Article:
We wanted an adventure and have succeeded well and truly for good and for bad. Not sure whether it was worth it- certainly not in financial or my career terms or stability for us all...

We live daily in a stunningly beautiful wild place, as a family we have had amazing travel experiences, the dcs attend a strict traditional little school (the like of which hasn't existed in the UK for at least 2 decades!) with township kids and so have realised how hard life is for some.

And yet sometimes being so far from "home" gnaws away at us all, often at silly, inconsequential things like not being able to get hot cross buns or yet another misunderstanding at how things work at dcs school. Plus security, not a place to break down near a township in the dark awaiting the AA being told "your call is important to us"

scottswede Fri 29-Mar-13 07:52:56

I always had this 'dream' of living in a big yellow house in the Swedish countryside. I'll be careful what I wish for in future. I've noticed when I complain about things in Sweden to friends and family I get 'Oh that's a shame but you live in a lovely big house in the Swedish countryside'. As though that alone should be enough. I call it my' gilded cage'.
It is just the little things that make life bearable. The big stuff you just get on with, deal with and move on. The little, annoying, daily, grinding things are the hardest to overcome.

peterpie Fri 29-Mar-13 15:20:58

"it's not where you are but who you are with that matters"

Ahh nooka, I love that and I am going to write it out and stick it on my fridge and make it my mantra, especially on the days I am feeling homesick grin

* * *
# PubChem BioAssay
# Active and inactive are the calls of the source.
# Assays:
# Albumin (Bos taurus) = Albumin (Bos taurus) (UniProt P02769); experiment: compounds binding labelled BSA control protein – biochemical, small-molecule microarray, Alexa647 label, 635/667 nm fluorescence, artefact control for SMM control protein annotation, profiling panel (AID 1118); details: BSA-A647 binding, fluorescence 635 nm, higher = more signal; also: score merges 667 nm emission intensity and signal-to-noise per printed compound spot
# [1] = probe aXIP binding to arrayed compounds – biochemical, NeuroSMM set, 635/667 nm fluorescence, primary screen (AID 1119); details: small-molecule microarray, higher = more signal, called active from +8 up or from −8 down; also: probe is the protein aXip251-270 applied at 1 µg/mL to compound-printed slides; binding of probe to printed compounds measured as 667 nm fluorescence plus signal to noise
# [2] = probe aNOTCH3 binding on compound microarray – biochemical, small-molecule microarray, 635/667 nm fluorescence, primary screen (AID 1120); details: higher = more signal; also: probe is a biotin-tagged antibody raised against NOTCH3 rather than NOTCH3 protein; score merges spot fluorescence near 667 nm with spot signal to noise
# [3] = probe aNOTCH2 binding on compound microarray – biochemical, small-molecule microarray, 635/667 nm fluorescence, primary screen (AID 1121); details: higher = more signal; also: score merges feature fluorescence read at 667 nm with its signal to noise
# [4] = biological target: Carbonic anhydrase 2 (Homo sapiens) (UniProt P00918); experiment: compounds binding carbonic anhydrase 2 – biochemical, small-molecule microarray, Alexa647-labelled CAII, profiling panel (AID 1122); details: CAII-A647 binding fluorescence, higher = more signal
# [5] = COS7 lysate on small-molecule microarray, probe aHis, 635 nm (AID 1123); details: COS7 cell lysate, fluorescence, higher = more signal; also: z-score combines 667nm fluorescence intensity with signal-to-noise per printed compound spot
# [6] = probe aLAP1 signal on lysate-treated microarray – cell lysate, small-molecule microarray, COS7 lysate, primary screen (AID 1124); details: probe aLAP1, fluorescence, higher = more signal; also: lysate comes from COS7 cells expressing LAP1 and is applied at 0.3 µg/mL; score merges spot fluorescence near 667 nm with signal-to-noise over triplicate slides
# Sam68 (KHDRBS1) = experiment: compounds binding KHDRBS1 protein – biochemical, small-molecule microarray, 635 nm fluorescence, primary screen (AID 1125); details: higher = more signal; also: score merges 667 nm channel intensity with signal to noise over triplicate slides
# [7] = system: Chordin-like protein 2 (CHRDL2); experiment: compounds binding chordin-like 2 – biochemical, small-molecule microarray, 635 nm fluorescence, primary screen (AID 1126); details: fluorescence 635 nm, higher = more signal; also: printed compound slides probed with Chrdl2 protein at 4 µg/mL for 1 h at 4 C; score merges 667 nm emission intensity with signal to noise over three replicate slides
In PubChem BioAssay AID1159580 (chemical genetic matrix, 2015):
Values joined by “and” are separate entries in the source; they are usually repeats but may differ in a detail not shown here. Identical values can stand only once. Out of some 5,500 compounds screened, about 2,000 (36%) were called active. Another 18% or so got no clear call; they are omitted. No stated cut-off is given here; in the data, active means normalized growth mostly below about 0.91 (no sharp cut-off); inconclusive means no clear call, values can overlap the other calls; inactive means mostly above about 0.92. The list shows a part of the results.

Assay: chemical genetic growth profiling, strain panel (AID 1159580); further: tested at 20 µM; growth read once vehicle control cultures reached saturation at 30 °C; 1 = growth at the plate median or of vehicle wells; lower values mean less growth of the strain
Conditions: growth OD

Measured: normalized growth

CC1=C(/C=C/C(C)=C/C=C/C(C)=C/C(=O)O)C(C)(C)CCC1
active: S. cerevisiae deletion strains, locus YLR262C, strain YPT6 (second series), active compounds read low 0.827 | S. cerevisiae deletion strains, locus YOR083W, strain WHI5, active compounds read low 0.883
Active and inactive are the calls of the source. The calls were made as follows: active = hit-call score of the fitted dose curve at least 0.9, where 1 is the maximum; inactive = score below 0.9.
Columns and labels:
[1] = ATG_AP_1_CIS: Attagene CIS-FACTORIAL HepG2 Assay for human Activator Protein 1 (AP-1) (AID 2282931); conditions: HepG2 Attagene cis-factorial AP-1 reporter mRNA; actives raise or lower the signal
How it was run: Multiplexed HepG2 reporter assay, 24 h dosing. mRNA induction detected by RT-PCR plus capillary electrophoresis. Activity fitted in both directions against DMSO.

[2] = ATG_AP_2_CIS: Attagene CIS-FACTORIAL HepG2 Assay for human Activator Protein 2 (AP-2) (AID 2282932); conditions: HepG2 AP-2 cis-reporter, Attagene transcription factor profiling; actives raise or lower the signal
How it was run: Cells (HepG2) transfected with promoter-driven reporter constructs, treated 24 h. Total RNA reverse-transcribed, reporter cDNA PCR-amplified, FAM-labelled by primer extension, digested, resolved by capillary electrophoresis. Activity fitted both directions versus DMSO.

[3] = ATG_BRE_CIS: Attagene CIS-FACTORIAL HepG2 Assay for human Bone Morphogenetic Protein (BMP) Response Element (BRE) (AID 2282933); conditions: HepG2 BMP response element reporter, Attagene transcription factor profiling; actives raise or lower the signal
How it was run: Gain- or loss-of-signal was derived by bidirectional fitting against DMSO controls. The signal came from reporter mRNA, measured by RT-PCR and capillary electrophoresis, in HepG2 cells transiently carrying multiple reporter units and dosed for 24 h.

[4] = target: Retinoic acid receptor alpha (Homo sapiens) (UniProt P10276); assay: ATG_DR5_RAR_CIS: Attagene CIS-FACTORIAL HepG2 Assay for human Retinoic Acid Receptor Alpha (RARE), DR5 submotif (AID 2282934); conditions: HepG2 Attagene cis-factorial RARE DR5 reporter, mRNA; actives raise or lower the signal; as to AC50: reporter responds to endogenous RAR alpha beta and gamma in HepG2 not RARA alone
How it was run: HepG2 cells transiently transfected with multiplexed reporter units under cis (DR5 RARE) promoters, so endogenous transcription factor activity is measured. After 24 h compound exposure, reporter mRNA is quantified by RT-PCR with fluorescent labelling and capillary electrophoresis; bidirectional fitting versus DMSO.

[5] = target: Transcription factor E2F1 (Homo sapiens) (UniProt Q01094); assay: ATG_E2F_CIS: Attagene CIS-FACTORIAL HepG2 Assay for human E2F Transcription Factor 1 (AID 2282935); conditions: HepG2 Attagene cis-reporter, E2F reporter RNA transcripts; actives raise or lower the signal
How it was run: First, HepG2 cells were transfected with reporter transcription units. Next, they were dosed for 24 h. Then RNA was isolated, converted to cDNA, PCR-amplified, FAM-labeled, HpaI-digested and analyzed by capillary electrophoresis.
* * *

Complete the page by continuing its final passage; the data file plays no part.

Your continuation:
WallyBantersJunkBox Fri 29-Mar-13 15:28:59

On the whole I would say yes, but I think it is really down to the individual persons sense of adventure and exploration and open mindedness that makes any overseas experience a good one.

For example I have a friend who has moved to the same country as me and she might as well be in Luton. She had learnt nothing of the culture, explored the city, sampled the food etc.

She lives in the expat zone, her kids aren't learning the language (international school), she flies home every four weeks for haircuts, Primark and Asda....it could be anywhere! It's not a temp move for them either, they are planning to live here permanently!

Research can also help overcome issues, and as a Rational over thinker, I did loads! I wanted to make the move right first time, no temp accommodation, it was life changing enough.

I made three trips, saw 30 houses in 2 cities and 6 schools. I even had a spreadsheet comparing basic supermarket prices and phone tariffs etc. 3 years on I am still happy with my location and home, and this is the longest place I've lived in since I was single.(Army wife). I have to say though, it was more important for me to get things straight before leaving the UK as I had accepted a step up in my career and knew I wouldn't have time to do this when I got here.

I think an accompanying partner who isn't working can do a lot of this after arriving.

scottswede Fri 29-Mar-13 16:31:30

I totally agree about having an open mind and being up for a challenge. Before I met dh my job allowed me to work all over the world for years, which I loved. Even after we married we lived in the US for 7 years.
I consider myself well traveled and extremely open minded. I also researched the country, schools etc. Asked my 2 SIL's tons of child related questions.
I still think you have to actually LIVE in a place before you know if it works for you.

Thumbwitch Fri 29-Mar-13 16:59:02

Is your new 'home' country what you thought it would be ? better, worse, kind of what you thought, or could be a different planet !!!!!!!
Well, it's pretty much what I thought it would be, tbh. Although as you say, living here is a whole different kettle of fish from just visiting.

Did you do lots of research, visits beforehand???